"The Snow Geese" presented by Manhattan Theatre Club, October 20, 2013
An approaching winter of discontent is stirring as the lights come up on The Snow Geese,
Sharr White's new play at Manhattan Theatre Club. It's November, 1917,
and the Gaeslings have gathered at their country lodge outside
Syracuse, NY to celebrate the opening of goose hunting season. The
gloom of Theodore Gaesling's recent death looms over the proceedings as
his widow Elizabeth (Mary Louise Parker) struggles to keep her chin up
as her first-born Duncan (Evan Jonigkeit) prepares to ship out to fight
in WWI France. Elizabeth's pious sister Clarissa (Victoria Clark) and
husband Max (Danny Burstein) have taken up residence with Elizabeth
after local anti-German sentiment has forced them out of their own home
and Max's medical practice. The house staff has reduced to a new
Ukrainian immigrant maid, Viktorya, whose beauty has enraptured younger
son Arnold (Brian Cross).
Arnold has also been tasked
with sorting out the books following his father's death, which turns out
to me more of an autopsy of the family finances. It seems Theodore was
no savvy businessman. Previous staff and accountants had drained the
What to do?
Parker's Elizabeth is a woman in desperate denial following the loss of
the love of her life and on the eve of her golden child leaving for
war. She gives a solid and respectable performance, dour as reality
smacks her in the face then basking in the glow of a laudanum-inspired
dream that reunites her with Theodore. As Clarissa, Ms. Clark tut-tuts
about, frowning on the free-flow of alcohol as a good, obtuse and
American Methodist should thriving in the search for practical solutions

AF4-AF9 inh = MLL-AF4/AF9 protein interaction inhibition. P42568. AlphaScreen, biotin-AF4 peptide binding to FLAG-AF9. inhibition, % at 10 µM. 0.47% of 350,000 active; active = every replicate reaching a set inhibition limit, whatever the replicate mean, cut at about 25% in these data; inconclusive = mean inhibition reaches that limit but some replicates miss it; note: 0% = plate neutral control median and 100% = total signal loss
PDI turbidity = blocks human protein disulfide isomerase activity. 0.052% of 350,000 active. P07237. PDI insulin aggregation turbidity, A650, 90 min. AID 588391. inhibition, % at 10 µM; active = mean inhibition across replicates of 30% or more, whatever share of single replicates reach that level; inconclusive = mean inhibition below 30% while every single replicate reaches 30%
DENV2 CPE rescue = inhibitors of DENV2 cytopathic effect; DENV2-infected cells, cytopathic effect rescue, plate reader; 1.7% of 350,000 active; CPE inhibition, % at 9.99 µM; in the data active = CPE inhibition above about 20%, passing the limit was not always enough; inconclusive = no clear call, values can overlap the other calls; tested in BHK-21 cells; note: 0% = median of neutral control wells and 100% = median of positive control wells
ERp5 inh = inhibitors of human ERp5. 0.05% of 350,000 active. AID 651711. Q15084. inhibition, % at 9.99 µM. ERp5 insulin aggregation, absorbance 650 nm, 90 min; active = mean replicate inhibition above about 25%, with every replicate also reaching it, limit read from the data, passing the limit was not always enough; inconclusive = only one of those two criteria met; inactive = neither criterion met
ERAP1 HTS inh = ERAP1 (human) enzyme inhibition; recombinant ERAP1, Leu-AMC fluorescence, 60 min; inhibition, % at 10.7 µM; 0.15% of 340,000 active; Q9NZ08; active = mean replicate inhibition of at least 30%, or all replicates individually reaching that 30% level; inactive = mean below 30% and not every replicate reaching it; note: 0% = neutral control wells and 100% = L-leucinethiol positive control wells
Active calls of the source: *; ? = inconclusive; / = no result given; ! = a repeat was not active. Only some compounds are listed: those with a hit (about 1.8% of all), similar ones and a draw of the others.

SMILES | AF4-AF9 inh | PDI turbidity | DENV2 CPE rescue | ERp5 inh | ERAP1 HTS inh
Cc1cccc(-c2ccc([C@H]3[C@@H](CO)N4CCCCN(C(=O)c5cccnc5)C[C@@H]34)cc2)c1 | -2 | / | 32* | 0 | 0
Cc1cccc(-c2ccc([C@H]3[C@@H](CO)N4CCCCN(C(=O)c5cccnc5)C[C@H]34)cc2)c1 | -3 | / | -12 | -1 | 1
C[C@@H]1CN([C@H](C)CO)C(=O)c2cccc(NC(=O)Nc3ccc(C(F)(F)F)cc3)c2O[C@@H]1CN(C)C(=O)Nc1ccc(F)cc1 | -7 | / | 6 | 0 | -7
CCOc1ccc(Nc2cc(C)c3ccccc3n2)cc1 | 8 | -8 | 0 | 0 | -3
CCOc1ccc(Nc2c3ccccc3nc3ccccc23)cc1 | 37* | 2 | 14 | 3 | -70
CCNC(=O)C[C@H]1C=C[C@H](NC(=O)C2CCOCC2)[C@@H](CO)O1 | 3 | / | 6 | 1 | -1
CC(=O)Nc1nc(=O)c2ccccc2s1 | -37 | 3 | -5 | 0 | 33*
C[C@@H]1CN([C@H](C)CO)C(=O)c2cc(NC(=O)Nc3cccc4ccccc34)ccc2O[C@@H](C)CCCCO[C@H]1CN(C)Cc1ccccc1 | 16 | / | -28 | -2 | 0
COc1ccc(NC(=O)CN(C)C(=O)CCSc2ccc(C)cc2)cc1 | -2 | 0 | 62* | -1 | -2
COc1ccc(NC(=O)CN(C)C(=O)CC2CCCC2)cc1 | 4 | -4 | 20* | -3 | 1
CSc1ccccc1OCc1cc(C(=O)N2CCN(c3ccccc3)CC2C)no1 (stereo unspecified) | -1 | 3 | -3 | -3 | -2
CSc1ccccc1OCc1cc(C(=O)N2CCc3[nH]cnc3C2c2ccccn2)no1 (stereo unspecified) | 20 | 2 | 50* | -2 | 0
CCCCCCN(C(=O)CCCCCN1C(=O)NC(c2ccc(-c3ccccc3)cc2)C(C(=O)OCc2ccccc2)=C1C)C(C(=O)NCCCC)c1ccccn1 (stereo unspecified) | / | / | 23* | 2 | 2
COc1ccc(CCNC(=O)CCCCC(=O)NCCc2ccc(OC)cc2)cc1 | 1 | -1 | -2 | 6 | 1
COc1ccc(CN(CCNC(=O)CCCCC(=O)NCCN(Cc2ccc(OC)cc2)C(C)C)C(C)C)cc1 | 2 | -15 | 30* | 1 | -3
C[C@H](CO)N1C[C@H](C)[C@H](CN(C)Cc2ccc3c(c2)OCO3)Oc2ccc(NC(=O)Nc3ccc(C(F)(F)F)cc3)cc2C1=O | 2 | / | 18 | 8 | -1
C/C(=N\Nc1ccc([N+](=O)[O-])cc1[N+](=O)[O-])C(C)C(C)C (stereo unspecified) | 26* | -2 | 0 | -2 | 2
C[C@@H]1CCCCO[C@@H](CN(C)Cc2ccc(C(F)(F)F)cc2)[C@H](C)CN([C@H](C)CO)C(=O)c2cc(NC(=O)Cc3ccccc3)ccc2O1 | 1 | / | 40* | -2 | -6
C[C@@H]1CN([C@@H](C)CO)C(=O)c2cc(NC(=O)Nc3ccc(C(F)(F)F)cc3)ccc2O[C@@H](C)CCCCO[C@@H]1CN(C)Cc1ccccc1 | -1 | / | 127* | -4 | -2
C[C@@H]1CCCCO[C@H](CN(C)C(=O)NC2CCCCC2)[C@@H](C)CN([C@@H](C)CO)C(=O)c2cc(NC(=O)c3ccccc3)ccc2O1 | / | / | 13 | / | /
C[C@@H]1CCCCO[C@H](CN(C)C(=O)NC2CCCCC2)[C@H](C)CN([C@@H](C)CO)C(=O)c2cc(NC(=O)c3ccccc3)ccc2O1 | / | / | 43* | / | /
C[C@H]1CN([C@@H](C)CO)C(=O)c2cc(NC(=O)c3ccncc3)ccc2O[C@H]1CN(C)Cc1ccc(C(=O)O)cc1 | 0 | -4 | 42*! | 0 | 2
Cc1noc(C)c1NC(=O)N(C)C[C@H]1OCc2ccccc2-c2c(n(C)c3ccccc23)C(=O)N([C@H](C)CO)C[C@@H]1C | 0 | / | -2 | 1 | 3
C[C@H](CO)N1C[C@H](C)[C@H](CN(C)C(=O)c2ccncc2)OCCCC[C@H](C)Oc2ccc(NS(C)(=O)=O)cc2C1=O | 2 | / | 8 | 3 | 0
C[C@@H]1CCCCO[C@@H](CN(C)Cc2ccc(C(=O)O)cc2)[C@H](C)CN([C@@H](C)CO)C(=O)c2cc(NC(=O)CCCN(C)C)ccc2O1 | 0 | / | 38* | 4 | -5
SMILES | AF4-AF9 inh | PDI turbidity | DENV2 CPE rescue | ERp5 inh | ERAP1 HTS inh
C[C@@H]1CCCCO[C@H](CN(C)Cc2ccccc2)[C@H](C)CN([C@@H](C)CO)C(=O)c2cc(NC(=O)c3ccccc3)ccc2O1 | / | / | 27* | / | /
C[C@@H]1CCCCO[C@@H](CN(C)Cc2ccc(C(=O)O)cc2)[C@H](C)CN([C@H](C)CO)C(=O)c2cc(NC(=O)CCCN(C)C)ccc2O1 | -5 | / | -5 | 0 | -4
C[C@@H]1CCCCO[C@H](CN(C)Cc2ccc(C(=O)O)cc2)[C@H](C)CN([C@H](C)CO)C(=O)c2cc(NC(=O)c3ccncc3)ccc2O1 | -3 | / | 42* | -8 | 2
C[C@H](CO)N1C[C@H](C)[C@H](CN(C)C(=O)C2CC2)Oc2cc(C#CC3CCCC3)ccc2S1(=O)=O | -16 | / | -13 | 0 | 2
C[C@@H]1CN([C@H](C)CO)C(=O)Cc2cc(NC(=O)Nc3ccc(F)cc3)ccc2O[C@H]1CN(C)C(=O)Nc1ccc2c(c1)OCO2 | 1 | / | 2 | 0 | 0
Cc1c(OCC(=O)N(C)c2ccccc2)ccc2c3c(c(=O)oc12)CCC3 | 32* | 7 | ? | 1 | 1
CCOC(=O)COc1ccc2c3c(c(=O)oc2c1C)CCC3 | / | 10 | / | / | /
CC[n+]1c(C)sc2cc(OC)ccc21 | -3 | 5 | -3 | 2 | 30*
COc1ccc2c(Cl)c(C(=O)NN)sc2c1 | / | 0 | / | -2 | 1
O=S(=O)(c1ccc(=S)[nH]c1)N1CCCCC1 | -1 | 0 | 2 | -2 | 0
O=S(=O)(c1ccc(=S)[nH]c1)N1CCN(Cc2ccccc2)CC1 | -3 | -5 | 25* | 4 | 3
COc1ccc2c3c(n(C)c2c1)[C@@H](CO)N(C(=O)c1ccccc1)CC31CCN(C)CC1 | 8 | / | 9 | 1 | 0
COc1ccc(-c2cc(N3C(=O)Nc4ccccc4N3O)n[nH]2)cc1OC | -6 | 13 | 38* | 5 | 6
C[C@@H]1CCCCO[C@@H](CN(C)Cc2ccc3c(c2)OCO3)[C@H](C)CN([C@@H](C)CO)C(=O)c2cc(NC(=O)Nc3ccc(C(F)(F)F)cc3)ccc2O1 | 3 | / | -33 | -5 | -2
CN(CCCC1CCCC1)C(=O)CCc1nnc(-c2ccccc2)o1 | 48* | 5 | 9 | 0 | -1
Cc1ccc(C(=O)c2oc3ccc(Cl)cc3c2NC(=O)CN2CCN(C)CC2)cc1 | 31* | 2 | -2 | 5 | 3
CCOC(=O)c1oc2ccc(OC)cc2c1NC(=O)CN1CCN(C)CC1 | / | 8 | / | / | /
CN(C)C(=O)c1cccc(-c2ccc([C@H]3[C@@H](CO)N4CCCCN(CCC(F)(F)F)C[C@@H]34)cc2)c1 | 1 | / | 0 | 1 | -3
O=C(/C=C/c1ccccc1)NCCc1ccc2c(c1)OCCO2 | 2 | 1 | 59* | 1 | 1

to the family problems. Her sisterly tension with Ms. Parker works
nicely. Jessica Love gives a strong turn as Viktorya, particularly when
she schools Duncan on harshness of loss, sharing her own trauma when
the Austrians invaded.
Mr. Burstein turns in
another nicely shaded performance as the German ex-patriate doctor,
betrayed and shunned by his adopted country because of his accent. Mr.
Jonigkeit's Duncan swaggers appropriately as the favored and petted
heir. He manages a fine line between shock and melodrama as he learns
all that his family has given up for him. It's Mr. Cross' Arnold who
really shines as a young man, still a teenager, who shoulders the burden
of his father's financial mistakes and shortcomings, as well as the
burden of not being first-born and therefore never given credit for
brains or effort.
The bigger weaknesses of this
production are in the script. Mr. White gives Duncan a line that
includes, "...because we're Americans. That's what we do." Given the
history of US entry into WWI, and the previous position of isolationism,
that kind of statement comes across as an anachronism. Another example
is Arnold shouting about "...expressing my feelings...," not exactly language of the period.
Daniel Sullivan manages to rise above the weaknesses in the script,
supported by his strong cast. John Lee Beatty's sliding platform sets
are excellent,even if some of the set elements are a little reminiscent
of Cinderella which is playing around the corner and up Broadway. Jane Greenwood's costumes are spot on.
In all, it's a solid production carried by the strength of the company. The Snow Geese runs through December 15, 2013. Get tickets here.